- 06 Aug 13
A new record documenting the Irish emigrant experience has emerged from Philly. Greg McAteer gives his verdict...
Based in Philadelphia, Solas have a unique perspective on Irish traditional music. So it’s perhaps no surprise that they’ve written a concept record about emigration – from the perspective of the individuals trying to make a life abroad rather than those left behind.
Led by Mick Moloney their wonderful barnstormer of an album, McNally’s Row Of Flats, looks at these newly settled maids and dockers, jumbled in with a mix ‘em, gather ‘em of Germans, Slavs and Italians in New York. We love it to pieces even if it barely qualifies as ‘trad’. More accurately, its heart resides in the music hall tradition of the early 20th century.
‘Shamrock City’ tells of a migrant, Michael Conway, from County Mayo, who made the journey to the mining community of Butte, Montana. At the time it was known as the ‘richest hill on earth’ with vast quantities of copper ore extracted on a daily basis. It’s a highly personal tale. Michael Conway was band member Seamus Egan’s great-great uncle and the story of how he was killed by a corrupt policeman for refusing to throw a fight was surely passed down in family folklore. It’s a gripping account, rooted in the same grimy reality that made Herbert Asbury’s Gangs Of New York an essential read. The way Solas weave it, the yarn has the same disembodied sense of ‘unbelonging’ that underpins Mario Puzo’s The Godfather.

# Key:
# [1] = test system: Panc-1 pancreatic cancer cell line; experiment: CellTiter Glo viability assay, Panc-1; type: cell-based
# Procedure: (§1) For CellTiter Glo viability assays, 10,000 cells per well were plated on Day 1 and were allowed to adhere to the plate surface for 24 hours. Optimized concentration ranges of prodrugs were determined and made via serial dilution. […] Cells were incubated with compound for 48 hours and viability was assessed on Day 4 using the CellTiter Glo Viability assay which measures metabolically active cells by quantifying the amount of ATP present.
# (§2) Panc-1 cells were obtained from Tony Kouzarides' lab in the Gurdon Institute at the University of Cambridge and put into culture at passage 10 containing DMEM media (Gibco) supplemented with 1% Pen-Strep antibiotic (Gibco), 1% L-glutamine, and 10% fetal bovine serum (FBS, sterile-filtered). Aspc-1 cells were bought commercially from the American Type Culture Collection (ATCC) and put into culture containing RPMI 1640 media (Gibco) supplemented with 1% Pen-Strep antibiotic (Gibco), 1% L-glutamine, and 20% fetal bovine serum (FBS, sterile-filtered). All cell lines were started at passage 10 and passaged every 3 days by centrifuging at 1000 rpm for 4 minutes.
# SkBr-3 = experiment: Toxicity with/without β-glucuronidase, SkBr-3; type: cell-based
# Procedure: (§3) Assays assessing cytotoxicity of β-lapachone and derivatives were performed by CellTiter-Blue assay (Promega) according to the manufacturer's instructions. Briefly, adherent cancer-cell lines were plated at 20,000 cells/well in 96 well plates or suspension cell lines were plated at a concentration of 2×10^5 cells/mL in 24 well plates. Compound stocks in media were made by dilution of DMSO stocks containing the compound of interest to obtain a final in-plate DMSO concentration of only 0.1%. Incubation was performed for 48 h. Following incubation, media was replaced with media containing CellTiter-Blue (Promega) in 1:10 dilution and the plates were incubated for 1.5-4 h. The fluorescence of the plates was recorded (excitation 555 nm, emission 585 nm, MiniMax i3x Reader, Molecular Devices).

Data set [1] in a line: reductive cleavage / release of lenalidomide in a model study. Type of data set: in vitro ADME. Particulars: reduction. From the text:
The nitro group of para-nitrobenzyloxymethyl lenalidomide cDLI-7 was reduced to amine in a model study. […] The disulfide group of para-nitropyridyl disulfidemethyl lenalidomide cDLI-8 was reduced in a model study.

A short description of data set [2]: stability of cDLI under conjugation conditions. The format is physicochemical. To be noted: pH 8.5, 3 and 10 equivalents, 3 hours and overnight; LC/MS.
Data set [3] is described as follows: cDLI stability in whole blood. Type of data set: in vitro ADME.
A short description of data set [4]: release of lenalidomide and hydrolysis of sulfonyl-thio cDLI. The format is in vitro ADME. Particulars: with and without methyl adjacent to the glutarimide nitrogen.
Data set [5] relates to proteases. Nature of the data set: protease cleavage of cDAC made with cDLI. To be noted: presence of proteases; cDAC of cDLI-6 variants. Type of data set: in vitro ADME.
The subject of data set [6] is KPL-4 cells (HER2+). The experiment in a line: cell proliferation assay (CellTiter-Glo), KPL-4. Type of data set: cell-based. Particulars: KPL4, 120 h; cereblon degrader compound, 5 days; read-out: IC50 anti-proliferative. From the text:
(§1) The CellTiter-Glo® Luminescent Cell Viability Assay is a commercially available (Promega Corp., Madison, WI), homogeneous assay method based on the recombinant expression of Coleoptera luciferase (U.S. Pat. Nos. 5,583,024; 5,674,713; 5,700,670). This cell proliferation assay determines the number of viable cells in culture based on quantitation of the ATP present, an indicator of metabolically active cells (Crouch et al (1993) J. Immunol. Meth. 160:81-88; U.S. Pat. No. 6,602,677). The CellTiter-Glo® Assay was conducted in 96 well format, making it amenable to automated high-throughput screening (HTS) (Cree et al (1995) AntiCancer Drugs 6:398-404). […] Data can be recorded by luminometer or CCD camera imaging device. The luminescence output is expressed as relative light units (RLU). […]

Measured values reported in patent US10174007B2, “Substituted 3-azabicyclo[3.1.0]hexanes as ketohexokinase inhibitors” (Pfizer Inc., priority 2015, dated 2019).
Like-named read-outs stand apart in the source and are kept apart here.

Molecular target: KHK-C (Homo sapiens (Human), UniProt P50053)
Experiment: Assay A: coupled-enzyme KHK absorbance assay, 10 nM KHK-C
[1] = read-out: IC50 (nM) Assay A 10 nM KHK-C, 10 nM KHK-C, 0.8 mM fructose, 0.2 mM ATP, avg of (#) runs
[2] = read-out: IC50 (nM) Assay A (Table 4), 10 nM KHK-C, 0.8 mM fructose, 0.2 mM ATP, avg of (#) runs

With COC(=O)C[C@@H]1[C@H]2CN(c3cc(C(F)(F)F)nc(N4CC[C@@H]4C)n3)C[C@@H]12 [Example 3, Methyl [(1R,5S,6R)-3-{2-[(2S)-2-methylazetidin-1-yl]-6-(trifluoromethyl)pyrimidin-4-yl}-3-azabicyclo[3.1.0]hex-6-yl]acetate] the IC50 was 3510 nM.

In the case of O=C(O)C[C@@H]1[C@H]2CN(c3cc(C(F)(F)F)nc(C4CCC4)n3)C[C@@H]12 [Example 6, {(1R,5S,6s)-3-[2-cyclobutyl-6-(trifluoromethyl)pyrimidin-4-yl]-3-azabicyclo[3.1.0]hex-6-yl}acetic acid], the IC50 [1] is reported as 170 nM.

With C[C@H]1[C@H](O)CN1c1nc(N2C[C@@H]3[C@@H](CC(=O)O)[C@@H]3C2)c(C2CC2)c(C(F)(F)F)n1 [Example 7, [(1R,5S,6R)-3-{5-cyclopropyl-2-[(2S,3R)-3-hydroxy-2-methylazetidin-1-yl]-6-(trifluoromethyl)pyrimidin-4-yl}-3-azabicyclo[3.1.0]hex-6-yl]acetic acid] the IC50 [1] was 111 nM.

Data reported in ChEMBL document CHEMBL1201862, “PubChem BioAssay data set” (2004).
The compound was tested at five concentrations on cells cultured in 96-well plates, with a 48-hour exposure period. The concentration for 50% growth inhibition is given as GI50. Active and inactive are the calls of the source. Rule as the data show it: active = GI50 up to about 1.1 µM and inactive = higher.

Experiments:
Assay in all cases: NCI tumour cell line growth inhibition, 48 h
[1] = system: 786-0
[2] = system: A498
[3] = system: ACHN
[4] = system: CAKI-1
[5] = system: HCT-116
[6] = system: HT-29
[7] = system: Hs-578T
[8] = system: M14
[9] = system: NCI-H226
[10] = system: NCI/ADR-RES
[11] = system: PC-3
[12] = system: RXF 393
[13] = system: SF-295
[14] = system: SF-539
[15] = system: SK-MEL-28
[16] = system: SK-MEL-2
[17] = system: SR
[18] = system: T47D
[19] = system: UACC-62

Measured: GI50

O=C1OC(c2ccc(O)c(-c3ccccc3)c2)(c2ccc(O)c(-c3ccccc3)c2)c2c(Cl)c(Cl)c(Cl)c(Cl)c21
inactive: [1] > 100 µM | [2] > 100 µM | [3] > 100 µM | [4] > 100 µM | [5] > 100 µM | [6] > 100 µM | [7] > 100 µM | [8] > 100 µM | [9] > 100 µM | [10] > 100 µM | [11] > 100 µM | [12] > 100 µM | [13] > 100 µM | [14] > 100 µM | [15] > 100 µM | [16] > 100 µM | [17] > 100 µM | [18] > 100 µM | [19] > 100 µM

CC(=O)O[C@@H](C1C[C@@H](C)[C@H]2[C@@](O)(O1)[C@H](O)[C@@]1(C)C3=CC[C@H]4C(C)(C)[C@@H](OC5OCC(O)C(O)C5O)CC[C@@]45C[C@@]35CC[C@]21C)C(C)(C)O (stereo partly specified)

As a child I knew a party was taking a turn for the worse when the morose, self-sentimentalising drunks started to talk or sing about ‘Ameri-kay’ or ‘Californ-i-ay’. places to which the better part of them had lost a brother or a sister, an aunt or an uncle. That mawkish, self-pitying streak is a constant in the Irish psyche. For those who went the experience was different, however, and Solas capture the sense of freedom and optimism migrants often experienced.
The result is a record that combines the sweep of Scorsese’s adaptation of Gangs Of New York with the visceral sensibility of The Godfather, though without the ultra violence of either. Characters are broadly drawn. Michael Conway is depicted as the noble hero of bare-knuckle bouts. Arrayed around him is a supporting cast of saloon girls and stock characters.
Sonically the album delivers some beautiful vignettes, which move the story along efficiently. But there’s sentimentality to go with the rawness and the music sometimes owes more to a tacky tourist shop as to the lonesome wetlands of Mayo.